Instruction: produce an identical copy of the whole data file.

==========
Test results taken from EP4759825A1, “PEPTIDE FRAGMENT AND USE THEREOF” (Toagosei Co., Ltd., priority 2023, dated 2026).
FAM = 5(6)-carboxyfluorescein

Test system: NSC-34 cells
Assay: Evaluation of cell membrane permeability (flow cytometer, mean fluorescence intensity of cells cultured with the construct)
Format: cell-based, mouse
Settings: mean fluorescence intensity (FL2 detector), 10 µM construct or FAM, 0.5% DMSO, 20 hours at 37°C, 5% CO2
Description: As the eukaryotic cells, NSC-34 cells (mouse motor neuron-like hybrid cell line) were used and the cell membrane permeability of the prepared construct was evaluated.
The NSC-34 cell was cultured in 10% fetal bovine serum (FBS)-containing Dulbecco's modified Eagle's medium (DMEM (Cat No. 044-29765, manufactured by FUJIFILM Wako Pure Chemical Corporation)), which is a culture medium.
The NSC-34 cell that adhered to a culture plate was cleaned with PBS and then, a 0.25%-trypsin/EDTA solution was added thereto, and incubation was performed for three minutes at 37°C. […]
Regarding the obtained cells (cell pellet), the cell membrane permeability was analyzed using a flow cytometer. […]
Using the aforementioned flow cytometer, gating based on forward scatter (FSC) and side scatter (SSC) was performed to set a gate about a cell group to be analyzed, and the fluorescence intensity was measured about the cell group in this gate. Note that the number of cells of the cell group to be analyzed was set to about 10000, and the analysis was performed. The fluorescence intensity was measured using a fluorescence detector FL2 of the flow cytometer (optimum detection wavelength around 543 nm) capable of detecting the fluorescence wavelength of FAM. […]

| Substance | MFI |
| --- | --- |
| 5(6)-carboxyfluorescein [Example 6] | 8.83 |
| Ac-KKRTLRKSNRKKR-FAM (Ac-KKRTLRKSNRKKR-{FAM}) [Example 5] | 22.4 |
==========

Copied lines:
Test results taken from EP4759825A1, “PEPTIDE FRAGMENT AND USE THEREOF” (Toagosei Co., Ltd., priority 2023, dated 2026).
FAM = 5(6)-carboxyfluorescein

Test system: NSC-34 cells
Assay: Evaluation of cell membrane permeability (flow cytometer, mean fluorescence intensity of cells cultured with the construct)
Format: cell-based, mouse
Settings: mean fluorescence intensity (FL2 detector), 10 µM construct or FAM, 0.5% DMSO, 20 hours at 37°C, 5% CO2
Description: As the eukaryotic cells, NSC-34 cells (mouse motor neuron-like hybrid cell line) were used and the cell membrane permeability of the prepared construct was evaluated.
The NSC-34 cell was cultured in 10% fetal bovine serum (FBS)-containing Dulbecco's modified Eagle's medium (DMEM (Cat No. 044-29765, manufactured by FUJIFILM Wako Pure Chemical Corporation)), which is a culture medium.
The NSC-34 cell that adhered to a culture plate was cleaned with PBS and then, a 0.25%-trypsin/EDTA solution was added thereto, and incubation was performed for three minutes at 37°C. […]
Regarding the obtained cells (cell pellet), the cell membrane permeability was analyzed using a flow cytometer. […]
Using the aforementioned flow cytometer, gating based on forward scatter (FSC) and side scatter (SSC) was performed to set a gate about a cell group to be analyzed, and the fluorescence intensity was measured about the cell group in this gate. Note that the number of cells of the cell group to be analyzed was set to about 10000, and the analysis was performed. The fluorescence intensity was measured using a fluorescence detector FL2 of the flow cytometer (optimum detection wavelength around 543 nm) capable of detecting the fluorescence wavelength of FAM. […]

| Substance | MFI |
| --- | --- |
| 5(6)-carboxyfluorescein [Example 6] | 8.83 |
| Ac-KKRTLRKSNRKKR-FAM (Ac-KKRTLRKSNRKKR-{FAM}) [Example 5] | 22.4 |